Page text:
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Discussion Starter · #1 ·
Hello Fellow Cruisers,
My wife and I are buying a Beneteau First 40 in WPB Florida and would like to do a little cruising in the Bahamas before we move the boat to New England but, I'm have trouble finding any marinas that can have enough water for our boat which draws 8'. Does anyone have any suggestions or ideas of where we could go?

Thanks, Mark
 

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When sailing the Bahamas on a Choy Lee Lion, one of the most often ask questions by other sailors and locals was "how much water does your boat draw?" When we would answer "six feet", the next question was ALWAYS "How many times have you been aground?"....... Just sayin.
 

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We draw 8 ft and have spent some time in the Bahamas when going from Miami to St John...and it made us very nervous. We got into Nassau, Georgetown, anchored off some of the Islands and crossed parts of the Banks but it really was not worth the effort and the last two times we went 'down island' we stayed off-shore.

I am sure there are lots of other places you can get into but the chart plotters are not accurate enough to use for tight navigation and it is all visual navigation. If you do go get the Explorer Charts.

Cruise the Chesapeake where SeaTow can get you off when you run aground which will not happen on the Bahama Banks.
 

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I've sailed the Abacos with a 7' keel. From Florida go to West End, Old Bahama Bay Marina has deep water slips and tee docks.
From there sail to Memory Rock where you can enter the Banks. Sailing towards Marsh Harbour you will find many places deep enough to drop the hook for the night, Sail Cay is a cool spot. Green Turtle will be tough for you but anchor out and dingy in. Marsh Harbour and Hope Town can be done at high tide. Hope Town mooring field has depth ranging from 14' to 4'. You can access Marsh Harbour fuel docks between two hours before and two hours after high tide. If you want a slip here speak with dockmaster.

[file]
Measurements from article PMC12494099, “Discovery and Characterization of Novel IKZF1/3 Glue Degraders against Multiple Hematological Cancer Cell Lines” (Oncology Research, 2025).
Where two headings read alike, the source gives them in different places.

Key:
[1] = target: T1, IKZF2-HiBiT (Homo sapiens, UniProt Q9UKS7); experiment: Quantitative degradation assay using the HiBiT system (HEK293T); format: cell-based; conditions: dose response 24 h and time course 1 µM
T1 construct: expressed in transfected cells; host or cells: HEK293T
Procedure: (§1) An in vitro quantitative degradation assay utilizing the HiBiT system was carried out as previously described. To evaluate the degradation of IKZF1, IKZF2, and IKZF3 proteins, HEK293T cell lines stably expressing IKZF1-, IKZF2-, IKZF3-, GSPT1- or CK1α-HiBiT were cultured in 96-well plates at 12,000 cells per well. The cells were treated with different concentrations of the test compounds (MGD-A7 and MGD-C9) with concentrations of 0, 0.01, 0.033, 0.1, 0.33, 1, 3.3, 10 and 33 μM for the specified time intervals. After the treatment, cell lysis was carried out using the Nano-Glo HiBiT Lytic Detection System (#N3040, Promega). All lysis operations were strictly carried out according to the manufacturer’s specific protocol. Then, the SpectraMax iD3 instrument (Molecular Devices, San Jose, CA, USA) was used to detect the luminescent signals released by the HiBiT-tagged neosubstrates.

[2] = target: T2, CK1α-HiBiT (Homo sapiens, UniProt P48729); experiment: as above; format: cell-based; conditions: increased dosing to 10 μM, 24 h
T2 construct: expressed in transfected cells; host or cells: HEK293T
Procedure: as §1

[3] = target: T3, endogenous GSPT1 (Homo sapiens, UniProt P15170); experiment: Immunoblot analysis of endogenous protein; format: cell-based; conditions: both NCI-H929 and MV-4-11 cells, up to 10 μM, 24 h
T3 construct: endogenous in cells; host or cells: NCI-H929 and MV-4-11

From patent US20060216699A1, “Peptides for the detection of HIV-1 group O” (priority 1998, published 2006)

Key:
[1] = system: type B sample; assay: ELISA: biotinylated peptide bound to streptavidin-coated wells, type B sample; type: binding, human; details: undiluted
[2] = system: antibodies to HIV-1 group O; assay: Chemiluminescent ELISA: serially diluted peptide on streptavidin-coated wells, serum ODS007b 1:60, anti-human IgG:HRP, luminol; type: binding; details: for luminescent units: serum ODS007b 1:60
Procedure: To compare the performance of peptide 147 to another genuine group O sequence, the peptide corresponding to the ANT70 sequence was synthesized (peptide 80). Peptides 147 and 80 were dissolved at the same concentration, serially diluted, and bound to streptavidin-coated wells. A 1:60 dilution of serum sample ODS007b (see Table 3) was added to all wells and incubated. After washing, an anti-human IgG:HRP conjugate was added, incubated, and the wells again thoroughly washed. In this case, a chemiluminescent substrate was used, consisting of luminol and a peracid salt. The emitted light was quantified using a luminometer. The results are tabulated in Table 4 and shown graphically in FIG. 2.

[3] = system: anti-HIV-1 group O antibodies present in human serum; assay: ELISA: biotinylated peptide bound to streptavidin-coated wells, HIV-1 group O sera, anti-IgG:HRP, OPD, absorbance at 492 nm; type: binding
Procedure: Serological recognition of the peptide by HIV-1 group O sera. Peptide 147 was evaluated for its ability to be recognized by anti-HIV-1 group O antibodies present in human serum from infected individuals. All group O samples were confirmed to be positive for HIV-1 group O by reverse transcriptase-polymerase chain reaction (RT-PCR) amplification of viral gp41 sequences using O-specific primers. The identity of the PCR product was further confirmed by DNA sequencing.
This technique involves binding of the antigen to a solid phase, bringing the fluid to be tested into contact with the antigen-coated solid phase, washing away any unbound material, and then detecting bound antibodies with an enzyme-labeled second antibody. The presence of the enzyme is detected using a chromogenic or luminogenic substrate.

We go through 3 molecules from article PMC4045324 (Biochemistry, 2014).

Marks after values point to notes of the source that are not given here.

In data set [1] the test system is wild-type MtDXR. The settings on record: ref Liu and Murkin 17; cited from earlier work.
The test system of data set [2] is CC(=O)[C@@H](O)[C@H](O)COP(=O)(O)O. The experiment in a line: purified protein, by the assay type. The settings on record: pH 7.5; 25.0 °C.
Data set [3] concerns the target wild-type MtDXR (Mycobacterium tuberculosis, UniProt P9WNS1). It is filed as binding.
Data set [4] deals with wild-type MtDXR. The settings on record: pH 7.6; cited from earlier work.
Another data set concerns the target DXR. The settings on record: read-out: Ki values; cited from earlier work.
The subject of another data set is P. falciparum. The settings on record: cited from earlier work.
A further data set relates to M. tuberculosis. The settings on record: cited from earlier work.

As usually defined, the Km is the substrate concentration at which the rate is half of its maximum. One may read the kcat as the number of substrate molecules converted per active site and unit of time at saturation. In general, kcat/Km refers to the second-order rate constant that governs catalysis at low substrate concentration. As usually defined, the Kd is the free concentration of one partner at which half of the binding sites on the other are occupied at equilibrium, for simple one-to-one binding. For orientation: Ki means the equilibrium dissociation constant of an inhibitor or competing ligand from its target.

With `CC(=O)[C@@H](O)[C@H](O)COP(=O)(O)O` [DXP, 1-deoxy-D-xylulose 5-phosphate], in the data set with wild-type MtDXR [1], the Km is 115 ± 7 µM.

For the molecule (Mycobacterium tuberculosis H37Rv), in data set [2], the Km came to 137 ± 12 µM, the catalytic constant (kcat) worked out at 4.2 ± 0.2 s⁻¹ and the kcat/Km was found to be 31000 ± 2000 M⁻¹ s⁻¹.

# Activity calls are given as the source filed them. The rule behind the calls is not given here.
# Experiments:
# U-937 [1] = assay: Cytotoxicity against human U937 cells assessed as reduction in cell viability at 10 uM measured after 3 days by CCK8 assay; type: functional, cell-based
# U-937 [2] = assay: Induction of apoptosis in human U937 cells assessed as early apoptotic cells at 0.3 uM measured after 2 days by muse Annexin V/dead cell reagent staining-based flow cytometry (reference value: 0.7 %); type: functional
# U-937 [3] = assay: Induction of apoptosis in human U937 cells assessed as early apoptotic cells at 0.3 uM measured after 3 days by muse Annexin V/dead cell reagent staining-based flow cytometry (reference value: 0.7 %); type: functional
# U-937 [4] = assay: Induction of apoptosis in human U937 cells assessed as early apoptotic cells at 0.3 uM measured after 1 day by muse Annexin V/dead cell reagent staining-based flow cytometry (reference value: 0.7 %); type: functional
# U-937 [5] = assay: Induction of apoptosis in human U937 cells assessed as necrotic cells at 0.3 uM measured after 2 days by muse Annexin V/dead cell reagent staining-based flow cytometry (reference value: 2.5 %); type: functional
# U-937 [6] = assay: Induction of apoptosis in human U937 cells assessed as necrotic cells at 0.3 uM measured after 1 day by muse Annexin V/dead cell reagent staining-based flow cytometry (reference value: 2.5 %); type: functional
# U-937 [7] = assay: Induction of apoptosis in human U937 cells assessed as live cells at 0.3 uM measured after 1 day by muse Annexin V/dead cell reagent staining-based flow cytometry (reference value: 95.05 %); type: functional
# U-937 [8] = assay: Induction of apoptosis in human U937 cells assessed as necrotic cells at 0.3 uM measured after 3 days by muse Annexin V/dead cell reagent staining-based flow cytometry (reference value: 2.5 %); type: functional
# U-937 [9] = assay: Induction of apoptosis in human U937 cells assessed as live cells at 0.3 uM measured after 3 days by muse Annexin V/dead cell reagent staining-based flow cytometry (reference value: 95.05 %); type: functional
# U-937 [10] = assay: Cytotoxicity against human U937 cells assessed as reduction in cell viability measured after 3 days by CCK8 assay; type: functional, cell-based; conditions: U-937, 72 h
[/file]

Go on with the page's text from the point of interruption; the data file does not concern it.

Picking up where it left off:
The tide swing is approx. 3 feet here.
Hint, When I anchored in a sandy clear water bay I measured my keel from water line. I found with the weight of fuel, water, food and sundowner mixes my draft went from 6'6" to 7'.
Cheers
 

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BJV
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We draw 6 and have no problems.
8 you would have to be careful, but many places still accessible, especially if you focus on anchorages vice marinas. Explorer charts are superb and if you follow the x bank routes should have no problem. CMap now incorperates explorer into there cards.
 

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Old Guy
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Our prior cruising boat had 7' draft and we cruised throughout the Bahamas. Yes, you certainly can cruise the Bahamas, but there are very real draft limitations that will restrict where you can go, and how close in you can anchor. You will likely get pretty good at judging depth and eyeball navigation in short order, as well as being continually aware of state of tide and kedging off. I'd say it's definitely worth it, and it will hone your seamanship skills. You'll also want a decent dinghy/motor combo for anchor duty and getting to and from shore.

FWIW, when we knew we were going to be pushing the envelope to get over a shallow bar or bank we'd try to do it on a rising tide a couple of hours before full, and give thought to where the sun would be (above or behind make it much easier to "read" the depth). Rig extra anchors so they're ready to use fore and aft, have the dinghy in the water and ready to go, and have an "extra set of eyes" on deck to help determine/confirm best water...if they can easily get up to the spreaders via mast steps so much the better.

Make sure your depthfinder is working well, and that you know what it reads when you're touching bottom. As the bottom begins to come up, SLOW DOWN...It's usually a piece of cake backing off a bar you've nudged up on at a knot or two, but you can get pretty far up on it at 6 knots, where it can easily become a major production getting off. Winged keels can be tougher to get off, because when backing off the wings can act like an anchor, and you may damage them if you lay the boat over by running a halyard to a line tied to the dink.

Commercial vessels with 10-12' draft regularly ply the waters and call ports at most of the islands, but again, there are only so many routes they can take, and harbors they can enter. Lastly, almost everybody cruising the Bahamas runs aground sooner or later, it's just that the shallow draft boats do it closer to shore :)
 

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You can do it, but you are going to have to spend a lot more time checking your navigation, and you are probably going to run aground and hit a few things.